Rama, L., Alves, R., Rosado, F., & Teixeira, A. (2009). Salivary and plasma cortisol and free testosterone during a winter swimming training season. A paper presented at the 14th Annual Congress of the European College of Sport Science, Oslo, Norway, June 24-27.

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This study measured the response of salivary and plasma cortisol and free testosterone during a swimming winter season, in order to test the sensitivity of these markers to training variation, fatigue, and adaptation. Well-trained swimmers (M = 13; F = 6) had training load, volume, and intensity and participation in competition events, monitored during 29 weeks of a winter swimming season. Blood and saliva samples were taken at rest, at the same time of day, before the first afternoon workout of the week, and at four testing moments: before the beginning of the training season (t1), after the first seven weeks of incremental training loads (t2), after six weeks of an intermediate intense training mesocycle (t3), and after a major competition (t4). Salivary cortisol and testosterone were determined. At t2, t3 and t4 the Ss completed a graded swimming protocol (7 x 200 m), to determine the lactate velocity curve and associated parameters. This study was a single-group repeated-measures design in which the Ss served as their own controls.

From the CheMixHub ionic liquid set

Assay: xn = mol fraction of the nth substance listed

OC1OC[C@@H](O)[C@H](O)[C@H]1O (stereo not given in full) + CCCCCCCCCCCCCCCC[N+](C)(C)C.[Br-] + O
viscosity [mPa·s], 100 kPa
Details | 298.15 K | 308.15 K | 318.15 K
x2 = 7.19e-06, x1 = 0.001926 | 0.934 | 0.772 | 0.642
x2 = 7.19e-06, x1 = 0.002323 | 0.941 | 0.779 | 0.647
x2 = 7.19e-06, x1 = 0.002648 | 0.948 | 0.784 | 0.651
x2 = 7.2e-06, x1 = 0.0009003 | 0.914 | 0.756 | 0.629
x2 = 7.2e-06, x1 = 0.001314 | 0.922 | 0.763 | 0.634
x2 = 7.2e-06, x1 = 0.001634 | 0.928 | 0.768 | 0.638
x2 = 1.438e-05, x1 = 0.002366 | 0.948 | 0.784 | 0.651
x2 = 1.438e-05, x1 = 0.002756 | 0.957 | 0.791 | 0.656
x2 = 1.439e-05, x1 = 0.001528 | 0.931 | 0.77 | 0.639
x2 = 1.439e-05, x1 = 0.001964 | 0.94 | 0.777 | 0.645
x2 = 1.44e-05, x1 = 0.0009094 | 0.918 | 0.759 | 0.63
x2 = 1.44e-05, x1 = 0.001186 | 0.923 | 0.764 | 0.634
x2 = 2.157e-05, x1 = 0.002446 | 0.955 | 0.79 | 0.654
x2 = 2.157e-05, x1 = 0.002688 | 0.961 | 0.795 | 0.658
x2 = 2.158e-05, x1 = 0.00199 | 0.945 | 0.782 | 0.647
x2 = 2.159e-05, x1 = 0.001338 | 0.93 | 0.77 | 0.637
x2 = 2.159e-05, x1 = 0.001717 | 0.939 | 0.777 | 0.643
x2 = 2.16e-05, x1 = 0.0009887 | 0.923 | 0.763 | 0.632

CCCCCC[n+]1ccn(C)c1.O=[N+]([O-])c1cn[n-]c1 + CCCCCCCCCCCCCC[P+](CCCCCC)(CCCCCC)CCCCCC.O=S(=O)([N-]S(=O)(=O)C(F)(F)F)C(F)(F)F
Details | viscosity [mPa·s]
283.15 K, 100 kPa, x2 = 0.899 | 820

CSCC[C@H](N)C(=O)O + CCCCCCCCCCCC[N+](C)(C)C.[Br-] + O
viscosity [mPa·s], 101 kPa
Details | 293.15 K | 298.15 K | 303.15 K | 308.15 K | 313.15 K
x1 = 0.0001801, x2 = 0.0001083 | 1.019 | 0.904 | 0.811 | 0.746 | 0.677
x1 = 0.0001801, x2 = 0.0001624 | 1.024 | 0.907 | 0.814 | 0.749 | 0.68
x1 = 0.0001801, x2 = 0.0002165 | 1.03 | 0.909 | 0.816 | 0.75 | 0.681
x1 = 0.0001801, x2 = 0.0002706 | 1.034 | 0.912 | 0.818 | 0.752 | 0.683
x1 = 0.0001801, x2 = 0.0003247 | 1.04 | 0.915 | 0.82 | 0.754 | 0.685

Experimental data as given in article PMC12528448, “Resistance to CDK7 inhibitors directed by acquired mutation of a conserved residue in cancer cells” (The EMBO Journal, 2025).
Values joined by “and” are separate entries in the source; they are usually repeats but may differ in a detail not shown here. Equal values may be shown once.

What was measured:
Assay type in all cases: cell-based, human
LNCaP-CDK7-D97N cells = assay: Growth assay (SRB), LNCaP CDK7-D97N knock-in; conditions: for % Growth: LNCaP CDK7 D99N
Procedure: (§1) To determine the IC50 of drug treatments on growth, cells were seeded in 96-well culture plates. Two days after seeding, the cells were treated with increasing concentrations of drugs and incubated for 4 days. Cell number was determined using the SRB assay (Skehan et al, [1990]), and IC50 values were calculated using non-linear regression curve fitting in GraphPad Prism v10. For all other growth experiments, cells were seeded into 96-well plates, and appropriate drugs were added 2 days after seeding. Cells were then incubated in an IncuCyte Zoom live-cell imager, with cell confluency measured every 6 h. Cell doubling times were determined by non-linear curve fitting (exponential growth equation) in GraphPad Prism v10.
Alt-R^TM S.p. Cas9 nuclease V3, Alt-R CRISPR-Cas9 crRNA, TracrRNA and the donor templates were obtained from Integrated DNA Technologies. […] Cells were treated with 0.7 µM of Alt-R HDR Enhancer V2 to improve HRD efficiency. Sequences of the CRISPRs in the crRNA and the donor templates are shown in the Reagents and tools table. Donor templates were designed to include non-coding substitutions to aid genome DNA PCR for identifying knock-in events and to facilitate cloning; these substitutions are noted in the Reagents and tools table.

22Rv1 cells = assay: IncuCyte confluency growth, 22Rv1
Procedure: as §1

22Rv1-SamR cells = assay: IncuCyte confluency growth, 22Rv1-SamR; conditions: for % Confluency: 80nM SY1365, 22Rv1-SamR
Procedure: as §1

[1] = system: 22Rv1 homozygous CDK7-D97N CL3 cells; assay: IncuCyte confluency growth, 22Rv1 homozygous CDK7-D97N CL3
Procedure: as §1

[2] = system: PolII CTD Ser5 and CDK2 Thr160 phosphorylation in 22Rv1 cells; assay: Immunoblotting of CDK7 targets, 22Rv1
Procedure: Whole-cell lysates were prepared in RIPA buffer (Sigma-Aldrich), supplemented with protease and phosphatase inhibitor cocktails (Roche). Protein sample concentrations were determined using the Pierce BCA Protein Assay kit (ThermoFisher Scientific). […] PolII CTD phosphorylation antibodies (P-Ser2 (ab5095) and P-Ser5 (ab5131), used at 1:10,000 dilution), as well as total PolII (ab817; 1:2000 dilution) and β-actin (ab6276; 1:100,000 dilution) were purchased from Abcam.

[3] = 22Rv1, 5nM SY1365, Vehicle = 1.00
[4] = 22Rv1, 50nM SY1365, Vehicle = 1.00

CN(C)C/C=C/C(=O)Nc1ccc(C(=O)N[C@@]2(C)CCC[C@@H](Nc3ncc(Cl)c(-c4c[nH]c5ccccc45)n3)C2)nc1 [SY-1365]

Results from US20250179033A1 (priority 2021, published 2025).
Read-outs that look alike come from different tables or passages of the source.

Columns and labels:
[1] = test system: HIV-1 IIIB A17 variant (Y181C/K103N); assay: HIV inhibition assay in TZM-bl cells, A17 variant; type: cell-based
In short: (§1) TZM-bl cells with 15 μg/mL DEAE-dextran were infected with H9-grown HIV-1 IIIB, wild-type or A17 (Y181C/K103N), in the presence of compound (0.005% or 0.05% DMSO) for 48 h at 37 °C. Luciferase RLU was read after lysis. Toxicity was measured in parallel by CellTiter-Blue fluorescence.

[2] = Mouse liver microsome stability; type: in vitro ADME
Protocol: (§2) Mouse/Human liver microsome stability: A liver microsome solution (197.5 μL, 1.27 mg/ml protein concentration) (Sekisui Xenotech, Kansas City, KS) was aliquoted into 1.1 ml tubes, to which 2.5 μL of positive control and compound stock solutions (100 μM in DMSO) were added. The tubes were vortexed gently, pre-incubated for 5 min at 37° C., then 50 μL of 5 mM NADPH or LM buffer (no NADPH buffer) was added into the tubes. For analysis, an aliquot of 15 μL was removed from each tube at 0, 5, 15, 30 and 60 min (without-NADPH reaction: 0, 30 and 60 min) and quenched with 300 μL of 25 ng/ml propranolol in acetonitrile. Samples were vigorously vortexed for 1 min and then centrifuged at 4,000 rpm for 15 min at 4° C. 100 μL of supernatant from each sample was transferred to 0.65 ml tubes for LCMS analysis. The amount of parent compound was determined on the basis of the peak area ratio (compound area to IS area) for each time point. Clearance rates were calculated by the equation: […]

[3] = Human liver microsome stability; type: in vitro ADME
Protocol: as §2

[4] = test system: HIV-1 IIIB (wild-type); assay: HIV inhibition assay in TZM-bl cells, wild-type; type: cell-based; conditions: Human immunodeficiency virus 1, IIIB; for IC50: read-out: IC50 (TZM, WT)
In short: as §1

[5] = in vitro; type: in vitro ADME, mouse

Training volume was significantly higher at t2 and t4 and intensity increased significantly at t4. Plasmatic and salivary cortisol showed significant correlations at all testing moments. Male Ss had higher plasma and salivary cortisol values in harder training phases when compared to t1. Salivary and free plasmatic testosterone were also significantly correlated at the four testing moments but showed no variation during the training season. When compared to the beginning of the season, salivary testosterone:cortisol only decreased significantly at t4, but in the case of plasmatic testosterone:cortisol, significantly lower values at all intermediate moments of the season were found when compared to the initial value. The results of the graded swimming protocol revealed that the highest maximal and range of swimming velocity were observed at t3 which coincided with the highest salivary cortisol and lowest testosterone:cortisol values.

Implication. Free testosterone levels are not affected by training during the swimming season. High cortisol levels did not impair maximal and submaximal performance capacity. The stress induced by hard training phases increased cortisol values both in plasma and saliva, but a real increase in the magnitude of the training load is needed to have a significant impact in salivary cortisol content. Salivary cortisol at rest could be a marker of training-load stress.

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